Consider the SCOTUS

Consider the SCOTUS

Today, the Supreme Court of the United States, in a 5-4 decision, affirmed that detainees at Guantanamo Bay, Cuba, have rights under the Constitution to challenge their detention in U.S. civilian courts.

This is a significant victory for those of us who believe that justice must take precedent over contemporary conditions. Indeed, Justice Anthony Kennedy, writing for the court, said,

”The laws and Constitution are designed to survive, and remain in force, in extraordinary times.

This decision spurred me to take a look at the makeup of the court today. What I found, disturbed me…

Roberts – 53 years old – GWB – Votes R
Stevens – 88 years old – Ford – Votes L
Scalia – 72 years old – Reagan – Votes R
Kennedy – 72 years old – Reagan – Swing
Souter – 69 years old – GHWB – Votes L
Thomas – 60 years old – GHWB – Votes R
Ginsburg – 75 years old – Clinton – Votes L
Breyer – 70 years old – Clinton – Votes L
Alito – 58 years old – GWB – Votes R

There are 5 justices age 70 or older. Of them, 3 are solid left leaning justices (Stevens, Ginsburg, Breyer), one is a swing (Kennedy) and one is Scalia, who will never die because he is not really a human.

The condition of the court presents a serious threat to the current stalemate. Should a justice retire, or God forbid, pass away, before the end of President Bush’s term, there is a greater probability that it would be on our side of the bench, changing the makeup of the court, and making it virtually impossible to affect that makeup in any tangible way for quite some time.

I know this is morbid, but the reality is that the makeup of the court has serious implications for the future of the nation. If the Democratic Party can win and hold the Presidency for 8 years, there is a distinct possibility that as many as 6 seats on the court could open up. This turnover would represent a complete flip of all of the “liberal” justices. Basically, we have to win to hold our 4 seats on the court, with the possibility of picking up 2 seats. This makes the task of electing a Democrat this November of critical importance.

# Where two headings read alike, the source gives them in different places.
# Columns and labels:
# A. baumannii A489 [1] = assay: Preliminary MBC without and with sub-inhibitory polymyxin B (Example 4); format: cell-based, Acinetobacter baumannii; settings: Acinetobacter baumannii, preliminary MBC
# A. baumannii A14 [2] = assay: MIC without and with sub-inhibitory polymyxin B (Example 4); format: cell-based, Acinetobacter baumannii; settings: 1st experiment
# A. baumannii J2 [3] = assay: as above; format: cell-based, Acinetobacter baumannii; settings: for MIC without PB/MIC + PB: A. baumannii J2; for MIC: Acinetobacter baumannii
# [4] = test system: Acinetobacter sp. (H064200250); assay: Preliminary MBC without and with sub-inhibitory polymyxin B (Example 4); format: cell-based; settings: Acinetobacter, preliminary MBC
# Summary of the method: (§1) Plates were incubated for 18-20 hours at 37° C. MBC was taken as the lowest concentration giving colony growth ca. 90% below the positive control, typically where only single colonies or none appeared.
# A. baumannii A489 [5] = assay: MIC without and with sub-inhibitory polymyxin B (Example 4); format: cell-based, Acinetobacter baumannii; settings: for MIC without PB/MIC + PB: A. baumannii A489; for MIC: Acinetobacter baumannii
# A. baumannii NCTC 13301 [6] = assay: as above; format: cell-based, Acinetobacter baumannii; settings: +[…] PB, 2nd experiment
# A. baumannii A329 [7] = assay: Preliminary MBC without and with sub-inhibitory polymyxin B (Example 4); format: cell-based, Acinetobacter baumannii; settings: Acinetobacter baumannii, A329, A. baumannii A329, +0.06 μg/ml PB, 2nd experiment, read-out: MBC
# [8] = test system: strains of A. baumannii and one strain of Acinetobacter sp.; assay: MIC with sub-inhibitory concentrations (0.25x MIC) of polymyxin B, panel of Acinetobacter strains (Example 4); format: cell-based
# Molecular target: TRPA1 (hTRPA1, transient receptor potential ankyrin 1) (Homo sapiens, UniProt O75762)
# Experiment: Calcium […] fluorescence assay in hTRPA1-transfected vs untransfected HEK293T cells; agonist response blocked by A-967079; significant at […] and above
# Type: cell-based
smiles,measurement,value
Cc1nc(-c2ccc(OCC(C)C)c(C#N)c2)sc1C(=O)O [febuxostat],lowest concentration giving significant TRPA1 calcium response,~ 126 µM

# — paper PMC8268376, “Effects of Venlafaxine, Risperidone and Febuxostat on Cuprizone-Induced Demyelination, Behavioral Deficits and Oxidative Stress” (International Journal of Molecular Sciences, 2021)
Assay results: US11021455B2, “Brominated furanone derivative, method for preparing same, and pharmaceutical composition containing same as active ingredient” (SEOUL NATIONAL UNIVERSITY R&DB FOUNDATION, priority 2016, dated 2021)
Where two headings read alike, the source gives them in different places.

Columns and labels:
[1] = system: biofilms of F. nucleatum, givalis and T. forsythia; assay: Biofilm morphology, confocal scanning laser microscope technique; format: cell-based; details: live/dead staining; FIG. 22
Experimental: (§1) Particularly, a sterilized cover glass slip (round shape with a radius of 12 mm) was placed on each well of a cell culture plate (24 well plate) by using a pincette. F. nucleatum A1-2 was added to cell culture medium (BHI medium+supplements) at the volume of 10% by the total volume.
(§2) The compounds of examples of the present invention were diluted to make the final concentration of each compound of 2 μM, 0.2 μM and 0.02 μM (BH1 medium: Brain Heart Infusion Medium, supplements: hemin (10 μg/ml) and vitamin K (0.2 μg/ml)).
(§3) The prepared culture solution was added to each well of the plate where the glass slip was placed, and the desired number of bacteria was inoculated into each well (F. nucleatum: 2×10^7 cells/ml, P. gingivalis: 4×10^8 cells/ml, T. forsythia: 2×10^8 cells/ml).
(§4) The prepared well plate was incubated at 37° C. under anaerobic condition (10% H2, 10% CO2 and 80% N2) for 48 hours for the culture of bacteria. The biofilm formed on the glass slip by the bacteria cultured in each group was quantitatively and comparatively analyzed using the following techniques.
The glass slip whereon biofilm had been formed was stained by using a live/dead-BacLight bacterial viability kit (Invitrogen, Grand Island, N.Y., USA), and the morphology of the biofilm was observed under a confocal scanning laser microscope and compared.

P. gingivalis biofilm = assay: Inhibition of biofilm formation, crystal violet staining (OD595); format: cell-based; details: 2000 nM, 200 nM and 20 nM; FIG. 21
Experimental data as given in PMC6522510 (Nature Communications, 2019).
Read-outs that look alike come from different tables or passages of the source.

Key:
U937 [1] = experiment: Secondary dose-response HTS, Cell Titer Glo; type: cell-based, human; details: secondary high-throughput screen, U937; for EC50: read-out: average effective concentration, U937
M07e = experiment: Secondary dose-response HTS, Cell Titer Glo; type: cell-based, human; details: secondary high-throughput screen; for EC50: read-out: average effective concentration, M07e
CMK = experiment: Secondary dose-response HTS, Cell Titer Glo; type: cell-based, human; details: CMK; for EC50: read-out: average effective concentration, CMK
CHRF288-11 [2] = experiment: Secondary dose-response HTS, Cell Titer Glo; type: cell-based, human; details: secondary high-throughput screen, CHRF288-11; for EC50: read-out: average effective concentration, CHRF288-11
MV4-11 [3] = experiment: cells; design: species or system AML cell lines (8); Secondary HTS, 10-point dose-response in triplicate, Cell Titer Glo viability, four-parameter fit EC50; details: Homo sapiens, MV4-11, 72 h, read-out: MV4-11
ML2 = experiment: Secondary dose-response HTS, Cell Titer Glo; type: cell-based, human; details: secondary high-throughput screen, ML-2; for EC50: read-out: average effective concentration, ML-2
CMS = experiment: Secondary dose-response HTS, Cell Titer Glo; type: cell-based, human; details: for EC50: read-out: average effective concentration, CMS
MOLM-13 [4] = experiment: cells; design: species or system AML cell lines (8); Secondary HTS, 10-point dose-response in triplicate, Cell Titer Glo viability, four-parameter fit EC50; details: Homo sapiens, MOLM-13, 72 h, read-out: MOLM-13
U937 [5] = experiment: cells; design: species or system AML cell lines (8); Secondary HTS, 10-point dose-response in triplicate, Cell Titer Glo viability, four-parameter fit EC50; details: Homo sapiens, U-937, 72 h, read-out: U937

In looking at the breakdown, one thing that I find quite disturbing is the way that Republican administrations have been able to stack the court with younger appointees. Clarence Thomas is only 60? He’s been in the court since 1991. He was 43 when he took the bench. By contrast, Ginsberg was 60 when she was appointed in 1993 and Breyer was 56 on his appointment in 1994. Republican administrations have had a lot more opportunity to appoint to the bench, having won 5 of the last 7 terms in the White House. It’s amazing that they don’t have a total lock on the SCOTUS. To be sure, were it not for Souter and Stevens, both Republican appointees who regularly vote with Democratic appointees, the state of the federal judiciary may be very different.

There are a lot of issues to consider, particularly for those who are undecided, or feel hurt as a result of the nominating process, but for me, this is one of the biggest. We are teetering on the brink of a conservative Supreme Court, that could completely remake US case law in a way that that would take generations to undo. As the process goes forward (we’re still nearly 5 months away from election day) this should be in the forefront of our minds, and a motivating force to make sure the Democratic party wins the White House.

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